Could there be another ‘NHS IT programme’ failure?

We featured the other day the critical NAO report on the NHS National Programme for IT, and our own thoughts on some of the key underlying procurement issues and problems.  Today, we’re looking into the future, and asking – could this happen again? As we said in the last post, it may be that we’ll never see quite such an ambitious IT programme before; but there will certainly be other ambitious public sector programmes of different types.

So it’s interesting to consider the role of civil servants, consultants and commentators in all this. We've heard quite a lot recently about frustrations in Government at lack of progress in some areas because civil servants are not co-operating enough with Ministers’ agendas. The excellent Ben Brogan, for instance, in the Telegraph:

The Department for Education, suggest increasingly riled ministers, is becoming the biggest single obstacle to improving the woeful attainment of children languishing in what Alastair Campbell described as "bog standard comprehensives".

Now much of this may be down to the fact that departments are going through headcount reductions of 20-40%, so it wouldn't be a surprise if people are a little distracted, as they consider whether to take redundancy packages; and resource is obviously constrained in this environment.

But the point really is this; how far can, and should, civil servants go to point out to Ministers the negatives of their initiatives and projects? Because no doubt there were some people in the Department of Health back in 2002 who felt that the NHS IT programme was going to fail. And I know civil servants who were horrified by the aircraft carrier decisions being made in the last Government; and others who always felt that the ID Card programme would never work and was a huge waste of money (even if it hadn't been killed off).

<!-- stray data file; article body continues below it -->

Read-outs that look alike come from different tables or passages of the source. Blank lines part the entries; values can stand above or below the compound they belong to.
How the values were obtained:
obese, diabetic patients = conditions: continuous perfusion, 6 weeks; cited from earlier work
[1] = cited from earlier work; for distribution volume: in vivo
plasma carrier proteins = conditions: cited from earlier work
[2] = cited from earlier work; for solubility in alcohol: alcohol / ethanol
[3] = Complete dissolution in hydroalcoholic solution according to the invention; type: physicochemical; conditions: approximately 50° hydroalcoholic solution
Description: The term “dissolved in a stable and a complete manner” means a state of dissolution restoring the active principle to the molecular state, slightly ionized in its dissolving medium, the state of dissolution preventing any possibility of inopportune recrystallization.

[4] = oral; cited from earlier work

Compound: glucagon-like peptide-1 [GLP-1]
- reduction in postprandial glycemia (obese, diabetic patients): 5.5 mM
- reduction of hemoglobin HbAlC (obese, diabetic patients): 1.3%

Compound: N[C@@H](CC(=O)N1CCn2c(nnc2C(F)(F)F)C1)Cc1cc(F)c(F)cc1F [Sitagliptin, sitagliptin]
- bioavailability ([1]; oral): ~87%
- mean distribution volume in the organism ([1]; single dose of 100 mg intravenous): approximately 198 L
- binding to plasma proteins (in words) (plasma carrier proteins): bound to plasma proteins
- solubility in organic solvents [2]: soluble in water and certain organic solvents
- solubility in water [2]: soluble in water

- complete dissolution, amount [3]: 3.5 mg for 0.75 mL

Civil servants therefore have to strike a fine balance between giving their opinions on these matters, and doing their job, implementing their Minister’s policies. Frankly, the industry side, consultants and suppliers, have a vested interest in not pointing out the problems - they'll just take the cash.  And even the media, or at least the commercial media, have to be a little careful, as no-one particularly wants to antagonise those in power too often!

So, we can probably assume something in its early stages now will turn out to be another disaster – like the NHS IT programme. Which project or initiative? I don't know.  But somewhere, a senior civil servant is doing something (s)he thinks will waste a fortune, because the Minister has told them to.  Might it be the high-speed rail link? Or GP commissioning (although that may never happen of course)? Or some major IT programme in DWP or HMRC?

It's always easy to be wise after the event. It's more difficult and challenging to be the person standing up at the early stages, saying "this won't work", and then being branded uncooperative or worse.  I'd like to think senior procurement people in Government would do that where appropriate, but it's a tough balance to strike, as I know from personal experience.

First Voice

  1. Hugh:

    My hunch is that the £33 billion high-speed rail link will be the next “NHS IT programme”. Even though it’s not yet been formally approved, the Government’s already set aside £750 million to spend on it this Parliament, funding HS2 Ltd’s fulltime staff of 54, plus armies of consultants.

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